Thursday, April 28, 2016

South Korea Abolished The Crime Of Adultery on 26 February 2015

Until South Korea's Constitutional Court ruled on 26 February 2015 to abolish the crime, adultery was a criminal offence in South Korea and had been since 1953.

A report in the Korea Times says:

The first adultery case involving celebrities was in 1960 involving actor Choi Moo-ryong and actress Kim Ji-mi. The couple were in a relationship outside of marriage. In 1970, a local TV station famously aired video footage of the well-known actress Chung Yoon-hui in a jail cell for committing adultery.

The JD Journal quotes five of the nine justices on the court as saying:

It has become difficult to say that there is a consensus on whether adultery should be punished as a criminal offense. It should be left to the free will and love of people to decide whether to maintain marriage, and the matter should not be externally forced through a criminal code.

As the headline in the New York Times article has it,

Adultery Is No Longer an Affair of the State in South Korea.

What good headline, with the unspoken link to 'affairs of the heart'.

As for actual numbers, The Guardian reports that:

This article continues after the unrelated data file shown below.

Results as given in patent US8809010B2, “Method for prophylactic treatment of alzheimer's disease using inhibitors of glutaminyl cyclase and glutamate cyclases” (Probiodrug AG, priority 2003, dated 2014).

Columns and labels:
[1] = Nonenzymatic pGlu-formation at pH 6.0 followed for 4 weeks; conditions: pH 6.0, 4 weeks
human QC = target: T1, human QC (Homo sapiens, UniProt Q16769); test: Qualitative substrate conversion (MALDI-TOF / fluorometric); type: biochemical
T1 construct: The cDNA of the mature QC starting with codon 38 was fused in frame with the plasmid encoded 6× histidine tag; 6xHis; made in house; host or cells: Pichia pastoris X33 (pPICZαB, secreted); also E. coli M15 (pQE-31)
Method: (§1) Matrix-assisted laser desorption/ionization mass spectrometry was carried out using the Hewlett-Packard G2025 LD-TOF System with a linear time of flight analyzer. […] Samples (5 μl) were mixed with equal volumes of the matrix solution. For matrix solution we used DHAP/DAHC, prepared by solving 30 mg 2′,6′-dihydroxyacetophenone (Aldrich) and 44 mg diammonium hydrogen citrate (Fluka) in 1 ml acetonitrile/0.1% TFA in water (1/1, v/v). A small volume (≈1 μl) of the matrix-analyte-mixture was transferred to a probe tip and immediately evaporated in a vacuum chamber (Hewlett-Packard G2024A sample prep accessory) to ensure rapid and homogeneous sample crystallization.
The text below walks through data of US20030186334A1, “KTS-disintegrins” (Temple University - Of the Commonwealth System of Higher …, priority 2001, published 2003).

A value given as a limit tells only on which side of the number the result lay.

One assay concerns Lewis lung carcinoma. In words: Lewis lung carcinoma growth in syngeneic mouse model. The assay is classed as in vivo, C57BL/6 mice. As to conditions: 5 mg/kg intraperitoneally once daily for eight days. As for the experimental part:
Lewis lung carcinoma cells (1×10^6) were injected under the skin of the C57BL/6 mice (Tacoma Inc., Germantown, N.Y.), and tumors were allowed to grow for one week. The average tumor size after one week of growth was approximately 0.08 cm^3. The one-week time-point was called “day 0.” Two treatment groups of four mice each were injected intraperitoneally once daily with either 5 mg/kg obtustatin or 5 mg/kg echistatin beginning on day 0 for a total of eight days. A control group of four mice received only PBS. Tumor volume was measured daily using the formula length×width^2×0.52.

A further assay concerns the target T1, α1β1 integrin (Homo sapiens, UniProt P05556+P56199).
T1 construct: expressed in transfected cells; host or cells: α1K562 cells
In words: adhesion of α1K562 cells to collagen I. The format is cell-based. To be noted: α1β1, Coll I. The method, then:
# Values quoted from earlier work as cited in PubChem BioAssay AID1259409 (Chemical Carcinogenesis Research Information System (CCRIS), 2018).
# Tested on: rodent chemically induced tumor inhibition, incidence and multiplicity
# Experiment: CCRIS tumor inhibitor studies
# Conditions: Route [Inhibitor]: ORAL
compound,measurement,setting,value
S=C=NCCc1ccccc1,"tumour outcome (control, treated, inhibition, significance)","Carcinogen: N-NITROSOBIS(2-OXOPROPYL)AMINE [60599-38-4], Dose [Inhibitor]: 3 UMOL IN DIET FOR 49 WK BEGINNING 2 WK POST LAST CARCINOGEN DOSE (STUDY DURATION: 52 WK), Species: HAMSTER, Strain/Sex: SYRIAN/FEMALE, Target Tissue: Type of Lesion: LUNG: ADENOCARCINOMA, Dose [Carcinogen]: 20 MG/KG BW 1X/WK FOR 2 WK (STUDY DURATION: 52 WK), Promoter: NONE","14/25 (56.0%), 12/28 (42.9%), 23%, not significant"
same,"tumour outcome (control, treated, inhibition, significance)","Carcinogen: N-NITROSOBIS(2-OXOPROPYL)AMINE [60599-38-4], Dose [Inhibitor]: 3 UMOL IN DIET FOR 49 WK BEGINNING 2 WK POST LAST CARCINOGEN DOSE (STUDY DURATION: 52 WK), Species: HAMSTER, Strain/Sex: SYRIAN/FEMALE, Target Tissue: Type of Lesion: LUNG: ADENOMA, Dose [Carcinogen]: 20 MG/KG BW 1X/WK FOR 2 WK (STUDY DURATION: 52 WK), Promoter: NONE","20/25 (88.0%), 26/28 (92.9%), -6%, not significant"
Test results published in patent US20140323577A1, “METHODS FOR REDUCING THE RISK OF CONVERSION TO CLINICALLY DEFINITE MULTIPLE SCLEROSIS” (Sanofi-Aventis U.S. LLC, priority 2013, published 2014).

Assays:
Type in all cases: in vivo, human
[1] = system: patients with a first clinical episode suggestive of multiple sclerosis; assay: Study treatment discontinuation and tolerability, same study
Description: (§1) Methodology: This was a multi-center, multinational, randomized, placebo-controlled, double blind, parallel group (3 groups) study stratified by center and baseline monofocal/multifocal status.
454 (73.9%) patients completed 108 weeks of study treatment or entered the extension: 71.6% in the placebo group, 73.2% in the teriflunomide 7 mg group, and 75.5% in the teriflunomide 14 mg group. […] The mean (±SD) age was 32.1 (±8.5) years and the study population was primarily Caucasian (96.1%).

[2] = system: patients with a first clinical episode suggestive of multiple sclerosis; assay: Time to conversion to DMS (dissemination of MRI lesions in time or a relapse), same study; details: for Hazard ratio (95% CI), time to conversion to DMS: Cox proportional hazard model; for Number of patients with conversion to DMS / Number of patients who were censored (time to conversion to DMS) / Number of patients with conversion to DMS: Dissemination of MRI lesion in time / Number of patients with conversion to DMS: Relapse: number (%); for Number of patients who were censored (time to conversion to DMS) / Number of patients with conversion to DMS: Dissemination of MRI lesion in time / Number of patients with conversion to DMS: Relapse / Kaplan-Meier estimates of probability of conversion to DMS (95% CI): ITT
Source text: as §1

In the past six years, close to 5,500 people have been formerly arraigned on adultery charges - including nearly 900 in 2014.

But the numbers had been falling, with cases that end in prison terms increasingly rare.

Whereas 216 people were jailed under the law in 2004, that figure had dropped to 42 by 2008, and since then only 22 have found themselves behind bars, according to figures from the state prosecution office.

The maximum sentence for the offence under the law was two years. That said, South Korea was not the only country to have criminalised adultery Taiwan’s Criminal Code Article 239 provides that "married spouses who commit adultery be imprisoned for up to one year."

The Backdrop To The Creation Of The Offence In 1953

The Korean War lasted from 25 June 1950 – 27 July 1953. I can't help but wonder what relationship there is between the origin of the statute and the Korean War.

No comments:

Post a Comment

Post a comment and start a conversation...